Angela M. Crawley
Angela M. Crawley
Associate Professor | Scientist – Ottawa Hospital Research Institute, Chronic Disease Program | PhD Scientist - The Ottawa Hospital, Department of Medicine | Adjunct Professor - Carleton University, Department of Biology
Room: The Ottawa Hospital (General Campus), room C4464 (office), C4445 (lab)
Lab: 613-737-8899 ext. 79851
Fax: 613 737-8803
Work E-mail: email@example.com
Highlights of Research Interests
Human CD8 T cell function, macrophage subset differentiation, chronic liver disease (chronic hepatitis C virus infection, non-alcoholic fatty liver disease), advanced liver fibrosis/cirrhosis, animal models of liver fibrosis, hepatocellular carcinoma, immune phenotyping, inflammatory biomarker assessment, immune restorative therapies, translational immunology research
Chronic liver disease can take a toll on the body’s immune system, both in the liver itself, and systemically. This can pose challenges for individuals experiencing advanced liver disease or cirrhosis, due to viral or metabolic mechanisms. These effects can be somewhat long-lasting, despite any potential resolution or control of the hepatic infection or mitigation or ongoing liver damage. As a result, individuals can be at risk for adverse clinical outcomes such as impaired immune responses to infections, immunization and ongoing risk for hepatocellular carcinoma. Central to this, is the adequate functioning of CD8 T cells, important immune cells in responses to viral infections and cancer. The Crawley laboratory is endeavoring to identify the underlying mechanisms of lasting CD8 T cell hyperfunction in advanced liver fibrosis/cirrhosis, with a focus on chronic hepatitis C virus infection and non-alcoholic fatty liver disease. To do this, the research program spans research topics in human immunology and animal models, designed with a translation research intention. A strong team of basic science and clinical research collaborators supports this research program. The Crawley lab also maintains a large biobank to store clinical research samples for this program and ongoing collaborative research activities.
1. CD8 T cell dysfunction in chronic HCV infection with advanced liver fibrosis
Funded by: Canadian Institutes of Health Research Project Grant
Despite the spectacular results for hepatitis C virus (HCV) clearance with new antiviral therapies, significant challenges remain for those with advanced liver fibrosis/cirrhosis. Progressive fibrosis results in symptomatic liver disease, predisposing to end-stage liver disease with a high mortality. Although antiviral therapy reduces the risk of liver cancer, cirrhotic patients remain at risk, and data suggests an atypically aggressive form can occur. Weakened responses to routine vaccinations and co-infections and chronicity with HCV re-exposure demonstrate the consequences of an immune system weakened by cirrhosis. Given that the majority of the 175 million HCV cases worldwide become chronic infections, with most remaining undiagnosed and only a fraction of known infections being treated annually, studies estimate the number of HCV+ individuals with cirrhosis will remain high for decades.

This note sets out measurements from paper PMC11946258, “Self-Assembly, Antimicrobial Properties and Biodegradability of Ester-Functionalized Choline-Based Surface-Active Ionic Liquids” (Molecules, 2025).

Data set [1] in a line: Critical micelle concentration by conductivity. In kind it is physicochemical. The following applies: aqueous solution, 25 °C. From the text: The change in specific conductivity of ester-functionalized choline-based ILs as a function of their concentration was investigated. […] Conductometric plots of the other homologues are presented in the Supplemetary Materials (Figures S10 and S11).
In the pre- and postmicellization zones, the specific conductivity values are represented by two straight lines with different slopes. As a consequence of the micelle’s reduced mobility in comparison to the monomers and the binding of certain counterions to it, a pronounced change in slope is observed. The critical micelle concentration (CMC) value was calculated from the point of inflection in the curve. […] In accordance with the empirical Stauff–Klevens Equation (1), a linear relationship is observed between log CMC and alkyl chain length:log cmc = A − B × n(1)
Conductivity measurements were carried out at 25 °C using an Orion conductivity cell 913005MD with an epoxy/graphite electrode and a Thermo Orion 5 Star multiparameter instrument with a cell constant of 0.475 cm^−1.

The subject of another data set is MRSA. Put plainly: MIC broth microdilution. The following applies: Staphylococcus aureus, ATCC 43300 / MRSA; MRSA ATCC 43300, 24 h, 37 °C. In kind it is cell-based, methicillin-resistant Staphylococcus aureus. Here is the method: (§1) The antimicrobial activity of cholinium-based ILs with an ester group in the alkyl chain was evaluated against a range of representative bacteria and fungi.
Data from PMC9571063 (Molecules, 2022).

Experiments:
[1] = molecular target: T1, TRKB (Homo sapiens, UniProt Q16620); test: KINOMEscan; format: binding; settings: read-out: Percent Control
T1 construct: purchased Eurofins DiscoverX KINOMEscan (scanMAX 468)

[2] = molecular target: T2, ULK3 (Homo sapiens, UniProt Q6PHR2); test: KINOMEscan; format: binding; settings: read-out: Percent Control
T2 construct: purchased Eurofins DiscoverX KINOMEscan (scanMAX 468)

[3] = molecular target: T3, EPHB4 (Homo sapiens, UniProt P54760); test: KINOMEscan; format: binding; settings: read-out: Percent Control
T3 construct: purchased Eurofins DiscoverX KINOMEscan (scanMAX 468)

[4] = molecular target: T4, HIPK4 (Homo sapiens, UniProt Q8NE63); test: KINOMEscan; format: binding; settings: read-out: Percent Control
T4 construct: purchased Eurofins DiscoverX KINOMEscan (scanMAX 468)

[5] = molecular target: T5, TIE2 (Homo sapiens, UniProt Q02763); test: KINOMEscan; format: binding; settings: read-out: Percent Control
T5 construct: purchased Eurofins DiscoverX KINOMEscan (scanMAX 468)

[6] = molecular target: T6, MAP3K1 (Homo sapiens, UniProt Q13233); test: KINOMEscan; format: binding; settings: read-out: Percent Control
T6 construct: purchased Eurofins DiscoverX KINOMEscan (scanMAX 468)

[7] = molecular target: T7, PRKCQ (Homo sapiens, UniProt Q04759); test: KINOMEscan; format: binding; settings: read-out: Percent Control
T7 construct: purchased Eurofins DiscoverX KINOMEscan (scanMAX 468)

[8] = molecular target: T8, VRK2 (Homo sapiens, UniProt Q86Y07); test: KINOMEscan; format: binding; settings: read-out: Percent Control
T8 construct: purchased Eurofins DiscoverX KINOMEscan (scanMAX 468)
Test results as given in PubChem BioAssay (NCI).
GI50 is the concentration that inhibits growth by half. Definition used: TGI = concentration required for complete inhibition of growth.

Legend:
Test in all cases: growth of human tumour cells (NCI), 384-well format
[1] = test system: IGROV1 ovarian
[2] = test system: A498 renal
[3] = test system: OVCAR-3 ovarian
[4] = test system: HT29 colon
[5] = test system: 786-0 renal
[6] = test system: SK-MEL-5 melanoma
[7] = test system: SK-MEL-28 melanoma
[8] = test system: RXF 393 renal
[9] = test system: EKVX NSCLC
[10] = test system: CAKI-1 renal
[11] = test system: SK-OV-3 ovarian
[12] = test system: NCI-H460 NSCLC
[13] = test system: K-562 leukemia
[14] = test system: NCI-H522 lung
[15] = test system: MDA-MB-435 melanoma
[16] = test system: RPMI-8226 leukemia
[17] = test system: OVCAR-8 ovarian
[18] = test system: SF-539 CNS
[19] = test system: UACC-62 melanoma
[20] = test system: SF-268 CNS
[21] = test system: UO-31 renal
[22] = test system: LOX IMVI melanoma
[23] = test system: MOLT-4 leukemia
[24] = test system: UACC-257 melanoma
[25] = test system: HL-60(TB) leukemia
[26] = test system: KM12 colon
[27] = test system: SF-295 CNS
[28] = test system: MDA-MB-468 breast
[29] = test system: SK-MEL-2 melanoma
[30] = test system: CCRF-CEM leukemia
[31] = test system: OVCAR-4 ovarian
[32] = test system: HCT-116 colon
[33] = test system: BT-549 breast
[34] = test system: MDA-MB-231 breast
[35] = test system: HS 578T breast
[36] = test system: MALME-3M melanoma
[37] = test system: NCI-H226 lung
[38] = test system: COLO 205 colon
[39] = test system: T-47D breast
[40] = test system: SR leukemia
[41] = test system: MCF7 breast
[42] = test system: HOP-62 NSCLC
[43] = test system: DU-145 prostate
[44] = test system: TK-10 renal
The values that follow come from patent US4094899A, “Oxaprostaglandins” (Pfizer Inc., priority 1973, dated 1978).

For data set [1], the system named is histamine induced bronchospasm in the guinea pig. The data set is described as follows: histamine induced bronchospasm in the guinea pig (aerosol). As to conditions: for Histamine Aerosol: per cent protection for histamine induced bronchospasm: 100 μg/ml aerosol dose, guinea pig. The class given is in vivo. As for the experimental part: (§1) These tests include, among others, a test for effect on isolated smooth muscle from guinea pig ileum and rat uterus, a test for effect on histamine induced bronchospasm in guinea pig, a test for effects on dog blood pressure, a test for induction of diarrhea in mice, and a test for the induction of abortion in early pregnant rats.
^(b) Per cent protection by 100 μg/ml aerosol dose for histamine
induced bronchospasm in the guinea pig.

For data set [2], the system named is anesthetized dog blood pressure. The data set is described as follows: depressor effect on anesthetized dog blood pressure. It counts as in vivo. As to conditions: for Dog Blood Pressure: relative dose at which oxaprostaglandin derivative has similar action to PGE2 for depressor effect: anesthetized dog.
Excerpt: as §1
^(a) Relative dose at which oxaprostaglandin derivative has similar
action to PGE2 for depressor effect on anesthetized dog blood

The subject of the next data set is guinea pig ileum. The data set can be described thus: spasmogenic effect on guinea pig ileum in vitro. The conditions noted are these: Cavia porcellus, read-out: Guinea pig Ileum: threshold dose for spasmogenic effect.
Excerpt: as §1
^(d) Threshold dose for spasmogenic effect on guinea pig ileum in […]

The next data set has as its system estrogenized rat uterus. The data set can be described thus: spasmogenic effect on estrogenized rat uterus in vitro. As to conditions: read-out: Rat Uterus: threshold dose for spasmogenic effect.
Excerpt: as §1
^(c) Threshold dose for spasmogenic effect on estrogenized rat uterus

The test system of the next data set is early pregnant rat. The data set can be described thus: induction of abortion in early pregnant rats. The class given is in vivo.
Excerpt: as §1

An immune cell profoundly affected by chronic HCV infection is the CD8 T cell. Effective CD8 T cell responses are not only vital for viral clearance but are central to cancer surveillance and responses to other viral infections and increasingly important for vaccines in development against chronic viral infections requiring robust T cell immunity. We have found significant CD8 T cell dysfunction in cirrhotic HCV-infected individuals that persists long after cure, and suspect similar dysfunction in non-infectious liver disease. We are using gene sequencing methods to identify the underlying mechanism and are already following up on promising candidates. We are also using a mouse model emulating liver disease and CD8 T cell dysfunction, performing elegant mechanistic studies to complement our human research. These mice are clinically relevant with impaired responses to both cancer and immunotherapy, as is seen in humans. Our research will identify new immunorestorative therapeutic targets to improve clinical outcomes for cirrhotic HCV+ individuals and other liver diseases.
2. The mechanisms by which circulating macrophages and their liver counterparts (Kupffer cells) alter CD8+ T-cell activity
Funded by: Natural Sciences and Engineering Research Council Discovery Grant
The orchestration of T-cell responses by innate immune cells such as macrophages is a hallmark of adaptive immunity as they establish inflammatory, immunoregulatory or tissue-repairing molecular milieus. The direct and indirect effects of macrophage subsets on CD8+ T-cell cytolytic (CTL) functions, which are critical for anti-viral or anti-tumoural responses, remain unclear. Specifically, the influence of tissue-specific macrophage subsets in the liver, such as Kupffer cells (KC) and hepatic stellate cells (HSC), on CD8+ T-cells is not understood. In the liver, these macrophages maintain immune tolerance in health and balance immune response and tissue destructive effects in liver disease. We hypothesize that the inherent pro- and anti-inflammatory attributes of blood monocyte-derived macrophage subsets and equivalently derived subsets of KC and HSC will enhance or inhibit CTL function. This research will complement our research program which studies the effects of liver disease on CTL function in the context of hepatitis C virus (HCV) infection and HIV-HCV co-infection in which we have observed significant impairment of CD8+ T-cells, indicating widespread immune dysfunction that may be relevant to other diseases causing liver fibrosis.Improvement of industrial yeast strains used in cellulosic fermentation